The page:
If the answer of the step S50 is YES, the controller 45 causes the energization of the head 5 to be stopped (step S60). Subsequently, the controller 45 turns off the stepping motor and other driving devices (step S70). Consequently, the platen roller 6 and roller pair 2 are brought to a stop, so that the conveyance of the stencil 3 is stopped.

After the step S70, the controller 45 delivers the OFF command to the relay control circuit 43 in order to turn off the relay device 42 (step S80). As a result, the relay device 42 is turned off (see FIG. 9). Consequently, the current path connected to the platen roller 6 is opened. More specifically, the current path extending from the head 5 to the lead 15 via the stencil 3 and platen roller 6 and the current path extending from the ground portion 16a to ground FG are opened. Therefore, the head 5 is disconnected from ground (insulated) despite the presence of the stencil 3, platen roller 6, lead 15.

In this manner, during master making operation, static electricity deposited on, e.g., the stencil 3 during conveyance is released from the periphery of the platen roller 6, where the potential difference is small, to ground FG via the core 6a, lead 15, and ground portion 16a. In addition, static electricity to remain on the periphery of the platen roller 6 and that of the head 5 can be noticeably reduced. After the master making operation has ended, the current path formed by the platen roller 6, stencil 3, cracks 13 or the traces 14 of impurities, lead electrodes 11 and heating elements 10 is interrupted. In addition, a small current is prevented from flowing through the above current path due to a potential deposited on, e.g., the stencil 3 or the platen roller 6.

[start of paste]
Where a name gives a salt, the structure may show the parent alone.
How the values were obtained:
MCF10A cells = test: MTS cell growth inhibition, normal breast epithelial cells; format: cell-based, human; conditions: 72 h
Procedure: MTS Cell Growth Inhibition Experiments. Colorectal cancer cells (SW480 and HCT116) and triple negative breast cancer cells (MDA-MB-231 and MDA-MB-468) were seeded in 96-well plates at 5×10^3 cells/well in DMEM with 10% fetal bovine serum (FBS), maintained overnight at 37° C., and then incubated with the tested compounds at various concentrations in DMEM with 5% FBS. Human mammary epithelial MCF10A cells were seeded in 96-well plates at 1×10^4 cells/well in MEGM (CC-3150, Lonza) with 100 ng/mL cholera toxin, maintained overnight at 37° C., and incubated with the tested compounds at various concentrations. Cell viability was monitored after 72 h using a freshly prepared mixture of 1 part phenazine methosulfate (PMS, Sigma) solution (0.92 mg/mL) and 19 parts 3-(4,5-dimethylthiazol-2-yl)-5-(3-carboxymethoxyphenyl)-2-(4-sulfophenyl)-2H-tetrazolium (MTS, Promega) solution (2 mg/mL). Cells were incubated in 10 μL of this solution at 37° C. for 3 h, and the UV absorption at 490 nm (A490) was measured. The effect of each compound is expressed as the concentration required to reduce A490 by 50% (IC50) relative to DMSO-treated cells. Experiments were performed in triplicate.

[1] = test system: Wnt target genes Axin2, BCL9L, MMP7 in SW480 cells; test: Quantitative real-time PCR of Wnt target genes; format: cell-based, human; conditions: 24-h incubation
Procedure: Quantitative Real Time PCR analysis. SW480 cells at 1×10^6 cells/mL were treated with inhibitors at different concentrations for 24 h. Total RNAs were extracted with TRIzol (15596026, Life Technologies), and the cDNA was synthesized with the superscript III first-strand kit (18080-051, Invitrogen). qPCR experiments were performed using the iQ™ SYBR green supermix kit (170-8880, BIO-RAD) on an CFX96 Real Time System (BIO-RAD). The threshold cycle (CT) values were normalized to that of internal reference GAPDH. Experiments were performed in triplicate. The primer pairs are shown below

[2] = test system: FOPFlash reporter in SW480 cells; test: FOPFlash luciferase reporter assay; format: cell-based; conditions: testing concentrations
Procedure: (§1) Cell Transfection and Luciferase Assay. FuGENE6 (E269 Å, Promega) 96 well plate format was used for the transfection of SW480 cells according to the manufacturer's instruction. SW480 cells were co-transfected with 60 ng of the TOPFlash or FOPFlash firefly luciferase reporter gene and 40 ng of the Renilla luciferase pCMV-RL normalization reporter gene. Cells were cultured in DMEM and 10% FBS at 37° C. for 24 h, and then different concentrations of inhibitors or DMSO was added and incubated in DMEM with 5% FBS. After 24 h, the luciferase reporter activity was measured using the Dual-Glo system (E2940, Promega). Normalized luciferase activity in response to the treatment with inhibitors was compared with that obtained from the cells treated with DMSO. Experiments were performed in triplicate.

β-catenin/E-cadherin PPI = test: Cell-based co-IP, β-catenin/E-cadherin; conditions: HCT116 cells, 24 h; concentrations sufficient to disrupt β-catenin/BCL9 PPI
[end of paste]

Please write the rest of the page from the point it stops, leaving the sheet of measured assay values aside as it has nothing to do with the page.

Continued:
This embodiment also obviates the problem ascribable to the corrosive substances contained in one or more of the layers formed on the resin film 3a and discussed earlier in relation to the conventional structure. It is therefore possible to reduce the corrosion of the expensive head 5 in any environment while ensuring the desirable conveyance of the stencil 3, thereby reducing defective images. The embodiment reduces the burden on the user and extends the life of the head 5. Extending the life of the head 5 is desirable from the environment standpoint.